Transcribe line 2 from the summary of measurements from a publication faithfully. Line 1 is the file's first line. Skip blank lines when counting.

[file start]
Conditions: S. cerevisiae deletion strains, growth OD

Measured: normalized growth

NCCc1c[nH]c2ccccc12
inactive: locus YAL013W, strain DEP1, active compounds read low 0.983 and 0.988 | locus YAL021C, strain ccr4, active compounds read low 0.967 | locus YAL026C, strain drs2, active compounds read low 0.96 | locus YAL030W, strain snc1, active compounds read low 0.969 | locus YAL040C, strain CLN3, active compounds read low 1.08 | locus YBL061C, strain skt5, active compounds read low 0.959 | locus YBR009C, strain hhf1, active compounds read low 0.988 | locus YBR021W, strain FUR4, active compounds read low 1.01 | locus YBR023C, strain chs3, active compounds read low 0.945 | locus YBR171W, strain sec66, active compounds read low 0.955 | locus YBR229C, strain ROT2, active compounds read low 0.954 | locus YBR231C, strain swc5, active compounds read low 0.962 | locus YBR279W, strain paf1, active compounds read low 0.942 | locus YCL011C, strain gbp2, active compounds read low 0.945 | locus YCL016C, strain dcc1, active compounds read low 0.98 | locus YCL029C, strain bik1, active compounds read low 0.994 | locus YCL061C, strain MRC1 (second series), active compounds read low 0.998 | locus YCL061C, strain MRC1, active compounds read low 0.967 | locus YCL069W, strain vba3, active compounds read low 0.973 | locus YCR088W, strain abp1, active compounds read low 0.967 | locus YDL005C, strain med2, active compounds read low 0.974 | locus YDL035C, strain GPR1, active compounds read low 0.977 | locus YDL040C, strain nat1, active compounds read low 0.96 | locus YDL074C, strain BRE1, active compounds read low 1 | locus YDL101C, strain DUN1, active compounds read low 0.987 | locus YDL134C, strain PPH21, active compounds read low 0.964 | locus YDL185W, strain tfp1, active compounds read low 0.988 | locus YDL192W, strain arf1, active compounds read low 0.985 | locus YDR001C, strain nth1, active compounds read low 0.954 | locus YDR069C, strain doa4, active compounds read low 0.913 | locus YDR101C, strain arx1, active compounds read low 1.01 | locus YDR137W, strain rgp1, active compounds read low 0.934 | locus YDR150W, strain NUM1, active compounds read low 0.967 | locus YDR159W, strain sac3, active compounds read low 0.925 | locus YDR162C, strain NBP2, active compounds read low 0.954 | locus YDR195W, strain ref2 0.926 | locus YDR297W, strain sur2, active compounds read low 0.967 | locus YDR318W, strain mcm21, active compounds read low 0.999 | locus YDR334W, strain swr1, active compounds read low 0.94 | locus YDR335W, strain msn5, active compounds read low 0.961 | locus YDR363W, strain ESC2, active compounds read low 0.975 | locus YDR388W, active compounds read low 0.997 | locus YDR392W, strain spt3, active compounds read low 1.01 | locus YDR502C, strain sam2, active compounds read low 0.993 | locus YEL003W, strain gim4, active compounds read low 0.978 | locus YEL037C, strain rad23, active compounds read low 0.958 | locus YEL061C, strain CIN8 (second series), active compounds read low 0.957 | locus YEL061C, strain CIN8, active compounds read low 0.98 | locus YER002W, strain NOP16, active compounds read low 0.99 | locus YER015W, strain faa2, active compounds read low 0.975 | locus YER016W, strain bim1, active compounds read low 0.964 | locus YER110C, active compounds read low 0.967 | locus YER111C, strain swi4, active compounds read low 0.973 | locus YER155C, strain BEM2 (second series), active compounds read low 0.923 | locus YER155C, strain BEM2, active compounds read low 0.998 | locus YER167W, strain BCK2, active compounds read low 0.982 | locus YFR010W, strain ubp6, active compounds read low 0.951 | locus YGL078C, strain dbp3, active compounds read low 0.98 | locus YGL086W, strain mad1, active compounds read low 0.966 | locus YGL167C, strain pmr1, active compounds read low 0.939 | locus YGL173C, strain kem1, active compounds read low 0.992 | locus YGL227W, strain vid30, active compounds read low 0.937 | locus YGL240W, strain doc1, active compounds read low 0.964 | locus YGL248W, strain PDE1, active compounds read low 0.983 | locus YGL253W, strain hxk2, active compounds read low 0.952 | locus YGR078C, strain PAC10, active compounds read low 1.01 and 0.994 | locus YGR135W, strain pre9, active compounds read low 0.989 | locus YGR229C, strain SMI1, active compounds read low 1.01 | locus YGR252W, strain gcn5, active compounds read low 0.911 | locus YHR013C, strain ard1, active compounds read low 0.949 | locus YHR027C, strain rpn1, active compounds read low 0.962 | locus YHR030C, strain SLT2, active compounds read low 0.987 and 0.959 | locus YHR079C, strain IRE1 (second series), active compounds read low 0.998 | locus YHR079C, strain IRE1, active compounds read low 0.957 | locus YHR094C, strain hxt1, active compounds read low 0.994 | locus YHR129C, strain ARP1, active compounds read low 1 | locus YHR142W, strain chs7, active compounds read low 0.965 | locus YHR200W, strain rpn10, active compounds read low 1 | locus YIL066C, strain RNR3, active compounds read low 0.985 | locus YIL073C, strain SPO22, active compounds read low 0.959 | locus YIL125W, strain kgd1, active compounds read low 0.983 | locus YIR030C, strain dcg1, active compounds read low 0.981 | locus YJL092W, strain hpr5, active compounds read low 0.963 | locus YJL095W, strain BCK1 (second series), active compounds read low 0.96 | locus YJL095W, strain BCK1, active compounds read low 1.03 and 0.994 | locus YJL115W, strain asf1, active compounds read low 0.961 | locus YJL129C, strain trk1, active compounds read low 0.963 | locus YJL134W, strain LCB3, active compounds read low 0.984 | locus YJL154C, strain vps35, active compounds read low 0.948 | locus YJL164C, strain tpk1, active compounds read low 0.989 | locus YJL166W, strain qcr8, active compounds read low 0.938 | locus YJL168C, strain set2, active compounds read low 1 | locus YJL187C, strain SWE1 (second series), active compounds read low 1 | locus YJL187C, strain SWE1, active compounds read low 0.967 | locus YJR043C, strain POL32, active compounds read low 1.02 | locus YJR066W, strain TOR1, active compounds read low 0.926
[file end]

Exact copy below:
Measured: normalized growth